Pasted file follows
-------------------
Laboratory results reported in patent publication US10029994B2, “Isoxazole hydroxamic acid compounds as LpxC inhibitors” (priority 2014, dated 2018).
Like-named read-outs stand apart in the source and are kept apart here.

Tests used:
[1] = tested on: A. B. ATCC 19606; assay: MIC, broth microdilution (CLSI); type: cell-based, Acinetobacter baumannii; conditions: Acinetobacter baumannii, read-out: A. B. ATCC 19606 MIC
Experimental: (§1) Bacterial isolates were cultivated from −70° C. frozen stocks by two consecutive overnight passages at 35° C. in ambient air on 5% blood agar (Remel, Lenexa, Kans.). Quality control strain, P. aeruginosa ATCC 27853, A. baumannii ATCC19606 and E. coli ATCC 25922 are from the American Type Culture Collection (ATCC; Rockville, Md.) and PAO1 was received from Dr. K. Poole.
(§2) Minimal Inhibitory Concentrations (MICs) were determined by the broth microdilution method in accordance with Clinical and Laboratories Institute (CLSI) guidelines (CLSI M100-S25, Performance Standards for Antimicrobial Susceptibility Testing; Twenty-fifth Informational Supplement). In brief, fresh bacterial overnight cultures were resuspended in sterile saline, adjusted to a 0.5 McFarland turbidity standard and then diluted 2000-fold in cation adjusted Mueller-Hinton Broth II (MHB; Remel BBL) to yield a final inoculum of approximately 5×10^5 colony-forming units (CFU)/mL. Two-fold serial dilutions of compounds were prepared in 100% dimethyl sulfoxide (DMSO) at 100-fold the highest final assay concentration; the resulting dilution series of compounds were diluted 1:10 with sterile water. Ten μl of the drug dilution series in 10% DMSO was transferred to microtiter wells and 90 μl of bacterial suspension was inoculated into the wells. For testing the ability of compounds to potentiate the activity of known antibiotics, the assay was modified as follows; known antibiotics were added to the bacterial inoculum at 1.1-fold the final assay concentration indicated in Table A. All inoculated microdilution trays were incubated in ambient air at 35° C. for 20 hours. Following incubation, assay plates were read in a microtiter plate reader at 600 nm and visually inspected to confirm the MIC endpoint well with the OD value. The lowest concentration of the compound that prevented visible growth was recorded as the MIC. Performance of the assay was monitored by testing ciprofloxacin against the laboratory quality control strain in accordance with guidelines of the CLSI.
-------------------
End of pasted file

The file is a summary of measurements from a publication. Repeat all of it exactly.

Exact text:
Laboratory results reported in patent publication US10029994B2, “Isoxazole hydroxamic acid compounds as LpxC inhibitors” (priority 2014, dated 2018).
Like-named read-outs stand apart in the source and are kept apart here.

Tests used:
[1] = tested on: A. B. ATCC 19606; assay: MIC, broth microdilution (CLSI); type: cell-based, Acinetobacter baumannii; conditions: Acinetobacter baumannii, read-out: A. B. ATCC 19606 MIC
Experimental: (§1) Bacterial isolates were cultivated from −70° C. frozen stocks by two consecutive overnight passages at 35° C. in ambient air on 5% blood agar (Remel, Lenexa, Kans.). Quality control strain, P. aeruginosa ATCC 27853, A. baumannii ATCC19606 and E. coli ATCC 25922 are from the American Type Culture Collection (ATCC; Rockville, Md.) and PAO1 was received from Dr. K. Poole.
(§2) Minimal Inhibitory Concentrations (MICs) were determined by the broth microdilution method in accordance with Clinical and Laboratories Institute (CLSI) guidelines (CLSI M100-S25, Performance Standards for Antimicrobial Susceptibility Testing; Twenty-fifth Informational Supplement). In brief, fresh bacterial overnight cultures were resuspended in sterile saline, adjusted to a 0.5 McFarland turbidity standard and then diluted 2000-fold in cation adjusted Mueller-Hinton Broth II (MHB; Remel BBL) to yield a final inoculum of approximately 5×10^5 colony-forming units (CFU)/mL. Two-fold serial dilutions of compounds were prepared in 100% dimethyl sulfoxide (DMSO) at 100-fold the highest final assay concentration; the resulting dilution series of compounds were diluted 1:10 with sterile water. Ten μl of the drug dilution series in 10% DMSO was transferred to microtiter wells and 90 μl of bacterial suspension was inoculated into the wells. For testing the ability of compounds to potentiate the activity of known antibiotics, the assay was modified as follows; known antibiotics were added to the bacterial inoculum at 1.1-fold the final assay concentration indicated in Table A. All inoculated microdilution trays were incubated in ambient air at 35° C. for 20 hours. Following incubation, assay plates were read in a microtiter plate reader at 600 nm and visually inspected to confirm the MIC endpoint well with the OD value. The lowest concentration of the compound that prevented visible growth was recorded as the MIC. Performance of the assay was monitored by testing ciprofloxacin against the laboratory quality control strain in accordance with guidelines of the CLSI.